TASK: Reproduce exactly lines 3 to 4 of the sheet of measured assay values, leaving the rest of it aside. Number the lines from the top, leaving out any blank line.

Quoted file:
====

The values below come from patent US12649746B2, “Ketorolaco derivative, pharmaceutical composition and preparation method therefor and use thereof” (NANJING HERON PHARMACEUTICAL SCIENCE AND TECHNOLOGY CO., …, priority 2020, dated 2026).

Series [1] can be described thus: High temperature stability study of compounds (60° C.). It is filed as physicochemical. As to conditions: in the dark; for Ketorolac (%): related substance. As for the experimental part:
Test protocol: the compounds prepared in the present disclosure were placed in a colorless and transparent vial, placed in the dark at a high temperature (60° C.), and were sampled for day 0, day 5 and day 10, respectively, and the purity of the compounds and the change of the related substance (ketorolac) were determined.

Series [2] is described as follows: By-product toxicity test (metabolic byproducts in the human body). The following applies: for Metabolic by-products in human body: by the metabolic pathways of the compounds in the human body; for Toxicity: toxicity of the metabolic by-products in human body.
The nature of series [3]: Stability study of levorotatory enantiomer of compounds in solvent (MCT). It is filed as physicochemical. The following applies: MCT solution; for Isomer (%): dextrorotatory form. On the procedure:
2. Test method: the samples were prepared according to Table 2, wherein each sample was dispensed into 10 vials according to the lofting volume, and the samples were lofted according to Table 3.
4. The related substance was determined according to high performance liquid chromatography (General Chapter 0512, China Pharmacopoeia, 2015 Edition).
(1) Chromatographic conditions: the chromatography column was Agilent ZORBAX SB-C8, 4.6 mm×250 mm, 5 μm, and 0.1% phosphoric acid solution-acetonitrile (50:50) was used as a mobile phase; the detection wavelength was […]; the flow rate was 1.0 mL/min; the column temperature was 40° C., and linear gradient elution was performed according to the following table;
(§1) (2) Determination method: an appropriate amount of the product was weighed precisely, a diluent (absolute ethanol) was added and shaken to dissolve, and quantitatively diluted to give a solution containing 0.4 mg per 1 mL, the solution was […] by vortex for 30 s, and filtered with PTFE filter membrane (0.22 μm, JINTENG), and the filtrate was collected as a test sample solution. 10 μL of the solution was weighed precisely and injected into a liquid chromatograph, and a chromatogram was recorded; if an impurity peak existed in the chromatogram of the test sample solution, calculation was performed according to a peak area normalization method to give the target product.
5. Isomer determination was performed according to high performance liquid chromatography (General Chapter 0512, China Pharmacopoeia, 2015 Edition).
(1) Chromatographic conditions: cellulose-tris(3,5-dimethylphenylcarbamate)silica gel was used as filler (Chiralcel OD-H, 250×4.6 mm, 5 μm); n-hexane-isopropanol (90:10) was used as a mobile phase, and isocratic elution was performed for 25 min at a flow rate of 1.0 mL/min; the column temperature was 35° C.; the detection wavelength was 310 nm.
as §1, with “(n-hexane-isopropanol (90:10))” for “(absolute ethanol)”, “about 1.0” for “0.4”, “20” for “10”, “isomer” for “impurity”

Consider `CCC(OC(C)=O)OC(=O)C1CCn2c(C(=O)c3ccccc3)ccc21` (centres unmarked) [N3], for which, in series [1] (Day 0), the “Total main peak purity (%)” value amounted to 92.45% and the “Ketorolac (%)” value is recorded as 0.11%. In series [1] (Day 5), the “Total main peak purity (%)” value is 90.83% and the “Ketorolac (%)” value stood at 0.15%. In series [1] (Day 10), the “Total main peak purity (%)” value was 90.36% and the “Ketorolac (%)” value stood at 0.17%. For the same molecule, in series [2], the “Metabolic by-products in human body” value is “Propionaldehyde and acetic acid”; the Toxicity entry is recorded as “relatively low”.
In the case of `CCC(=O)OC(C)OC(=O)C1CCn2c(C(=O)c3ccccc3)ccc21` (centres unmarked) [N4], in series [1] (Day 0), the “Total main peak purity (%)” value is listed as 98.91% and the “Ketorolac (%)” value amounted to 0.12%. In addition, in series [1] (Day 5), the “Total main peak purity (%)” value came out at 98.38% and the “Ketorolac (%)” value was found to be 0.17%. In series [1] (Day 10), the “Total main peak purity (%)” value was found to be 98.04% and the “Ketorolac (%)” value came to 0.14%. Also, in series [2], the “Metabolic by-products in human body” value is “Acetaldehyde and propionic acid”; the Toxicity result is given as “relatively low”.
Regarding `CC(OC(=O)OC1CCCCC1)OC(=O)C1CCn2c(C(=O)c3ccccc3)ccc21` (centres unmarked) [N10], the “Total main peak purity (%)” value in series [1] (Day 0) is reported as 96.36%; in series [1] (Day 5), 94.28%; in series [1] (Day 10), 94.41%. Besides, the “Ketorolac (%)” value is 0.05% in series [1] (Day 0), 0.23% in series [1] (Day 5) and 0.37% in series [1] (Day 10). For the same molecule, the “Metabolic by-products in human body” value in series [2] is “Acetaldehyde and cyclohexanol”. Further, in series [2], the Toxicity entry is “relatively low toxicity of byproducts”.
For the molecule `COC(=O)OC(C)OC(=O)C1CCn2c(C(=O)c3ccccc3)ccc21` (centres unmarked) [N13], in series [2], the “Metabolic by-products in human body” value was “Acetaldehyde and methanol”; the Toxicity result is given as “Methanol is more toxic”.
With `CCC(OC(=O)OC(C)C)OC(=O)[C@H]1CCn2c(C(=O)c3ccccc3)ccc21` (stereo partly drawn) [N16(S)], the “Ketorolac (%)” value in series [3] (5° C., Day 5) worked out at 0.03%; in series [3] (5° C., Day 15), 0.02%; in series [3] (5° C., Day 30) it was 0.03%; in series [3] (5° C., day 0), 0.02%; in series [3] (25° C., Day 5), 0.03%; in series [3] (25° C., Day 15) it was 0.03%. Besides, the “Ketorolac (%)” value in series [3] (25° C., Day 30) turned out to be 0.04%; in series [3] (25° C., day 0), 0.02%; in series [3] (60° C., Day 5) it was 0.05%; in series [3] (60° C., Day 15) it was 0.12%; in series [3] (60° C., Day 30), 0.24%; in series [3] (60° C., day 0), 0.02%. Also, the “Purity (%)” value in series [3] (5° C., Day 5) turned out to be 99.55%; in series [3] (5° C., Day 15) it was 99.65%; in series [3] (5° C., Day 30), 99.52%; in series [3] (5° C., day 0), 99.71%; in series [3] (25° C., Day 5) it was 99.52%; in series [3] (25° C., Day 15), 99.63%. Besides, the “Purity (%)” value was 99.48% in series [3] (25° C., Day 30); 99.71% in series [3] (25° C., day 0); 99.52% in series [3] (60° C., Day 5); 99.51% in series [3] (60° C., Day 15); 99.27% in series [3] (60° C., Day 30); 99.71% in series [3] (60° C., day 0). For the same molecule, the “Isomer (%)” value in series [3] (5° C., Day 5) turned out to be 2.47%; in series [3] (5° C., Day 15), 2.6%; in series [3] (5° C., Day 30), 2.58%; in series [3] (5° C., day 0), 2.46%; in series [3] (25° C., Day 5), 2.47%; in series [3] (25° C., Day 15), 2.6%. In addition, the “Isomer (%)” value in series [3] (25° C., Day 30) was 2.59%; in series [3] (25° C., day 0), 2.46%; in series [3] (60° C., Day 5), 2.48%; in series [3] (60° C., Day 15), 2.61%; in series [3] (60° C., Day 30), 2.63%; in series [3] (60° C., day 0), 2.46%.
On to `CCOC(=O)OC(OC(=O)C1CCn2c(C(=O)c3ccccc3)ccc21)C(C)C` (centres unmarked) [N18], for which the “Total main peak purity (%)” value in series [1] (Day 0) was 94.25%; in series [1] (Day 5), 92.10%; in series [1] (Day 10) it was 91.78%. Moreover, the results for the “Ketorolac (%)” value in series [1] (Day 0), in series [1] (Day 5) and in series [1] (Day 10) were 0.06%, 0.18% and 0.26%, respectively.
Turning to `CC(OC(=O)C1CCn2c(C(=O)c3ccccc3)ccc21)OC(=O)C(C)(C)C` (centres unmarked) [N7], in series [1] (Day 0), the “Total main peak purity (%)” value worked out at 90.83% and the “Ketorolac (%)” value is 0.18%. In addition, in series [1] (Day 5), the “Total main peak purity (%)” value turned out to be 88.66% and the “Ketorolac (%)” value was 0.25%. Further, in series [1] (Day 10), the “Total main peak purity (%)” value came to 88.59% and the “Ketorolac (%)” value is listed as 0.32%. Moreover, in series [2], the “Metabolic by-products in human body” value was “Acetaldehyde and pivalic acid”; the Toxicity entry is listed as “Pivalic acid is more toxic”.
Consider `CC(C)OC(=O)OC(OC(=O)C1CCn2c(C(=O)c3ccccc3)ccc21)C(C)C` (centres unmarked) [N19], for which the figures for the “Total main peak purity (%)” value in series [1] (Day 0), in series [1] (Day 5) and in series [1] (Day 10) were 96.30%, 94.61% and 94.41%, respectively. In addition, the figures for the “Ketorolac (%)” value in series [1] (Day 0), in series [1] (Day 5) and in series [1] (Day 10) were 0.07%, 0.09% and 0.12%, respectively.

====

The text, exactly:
Test protocol: the compounds prepared in the present disclosure were placed in a colorless and transparent vial, placed in the dark at a high temperature (60° C.), and were sampled for day 0, day 5 and day 10, respectively, and the purity of the compounds and the change of the related substance (ketorolac) were determined.

Series [2] is described as follows: By-product toxicity test (metabolic byproducts in the human body). The following applies: for Metabolic by-products in human body: by the metabolic pathways of the compounds in the human body; for Toxicity: toxicity of the metabolic by-products in human body.